Projective Space
At this point, we know what schemes are, we know what cohomology is, and we even know what line bundles are. All we have left before moving on is to (sort of) see an example of a nonaffine scheme. I won’t actually construct projective space where because that would be annoying, but I’ll at least tell you about it.
Fix a field $k$, and let $\DeclareMathOperator{\Sch}{Sch}\Sch_k$ denote the category of $k$schemes, that is schemes $S$ equipped with a morphism $S\to\spec k$. It is clear that for any affine open $\spec A\subset S$ inside a $k$scheme, $A$ is a $k$algebra. Furthermore, given an $\ints S$module $\msF$ on a $k$scheme, its cohomology groups $\hom^i(\msF)$ are actually $k$vector spaces. To study the geometry of curves, we want to understand their line bundles, so we introduce the following function $\DeclareMathOperator{\Set}{Set}P_n:\Sch_k\to\Set$
which spits out the collection of all sets of $n+1$ linearly independent sections of a line bundle on $P_n$. The main thing one needs to know about this functor is
One takeaway from the above theorem is that, whatever projective space is, we know that we can give a map into it by specifying a line bundle along with some linearly independent global sections of it. In particular, the identity morphism $\P^n\to\P^n$ corresponds to some line bundle $\ints{\P^n}(1)$ on $\P^n$ with $n+1$ linearly independent global sections (which we think of as “homogeneous coordinates” on $\P^n$). Via Yonedatype reasoning, given any morphism $f:S\to\P^n$ of $k$schemes, the data on $S$ determining this morphism is the line bundle $\msL:=\pull f\ints{\P^n}(1)$ with sections the pullbacks of the homogeneous coordinates of $\P^n$.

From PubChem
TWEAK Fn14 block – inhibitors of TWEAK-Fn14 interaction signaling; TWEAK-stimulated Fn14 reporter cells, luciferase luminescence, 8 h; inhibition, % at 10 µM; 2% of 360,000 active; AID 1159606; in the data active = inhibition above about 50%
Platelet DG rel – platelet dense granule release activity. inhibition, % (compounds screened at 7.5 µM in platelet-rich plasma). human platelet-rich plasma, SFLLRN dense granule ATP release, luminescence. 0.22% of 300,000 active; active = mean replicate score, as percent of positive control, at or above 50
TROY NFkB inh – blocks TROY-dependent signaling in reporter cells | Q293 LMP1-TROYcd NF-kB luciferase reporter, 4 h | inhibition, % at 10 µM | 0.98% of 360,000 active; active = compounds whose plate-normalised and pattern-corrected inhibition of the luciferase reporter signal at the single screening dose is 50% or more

I do not think this is apparent from the above characterization, but it is a fact that $\P^n$ can be covered by $n+1$ affine opens, commonly denoted $D_+(x_i)$ for $i=0,\dots,n$. In fact, mirroring the classical construction of projective space,
for all $i$, and these affines are glued how you would expect. For example, to form $\P^1$, we glue $D_+(x_0)=\spec A\sqbracks{\frac{x_1}{x_0}}$ to $D_+(x_1)=\spec A\sqbracks{\frac{x_0}{x_1}}$ via the map $f:D_+(x_0)\to D_+(x_1)$ sending $x_0/x_1\mapsto x_1/x_0$. Put, perhaps more clearly, $\P^1$ is formed by gluing $\spec k[x]$ to $\spec k[y]$ (along the open subsets formed by removing the origin) via $x\leftrightarrow\inv y$.
Generalities on Algebraic Curves
We know can move away from the abstract generalities a bit and focus on something a little more downtoearth.
One of the nice things about smooth curves is that their local rings are about as nice as you could ask for.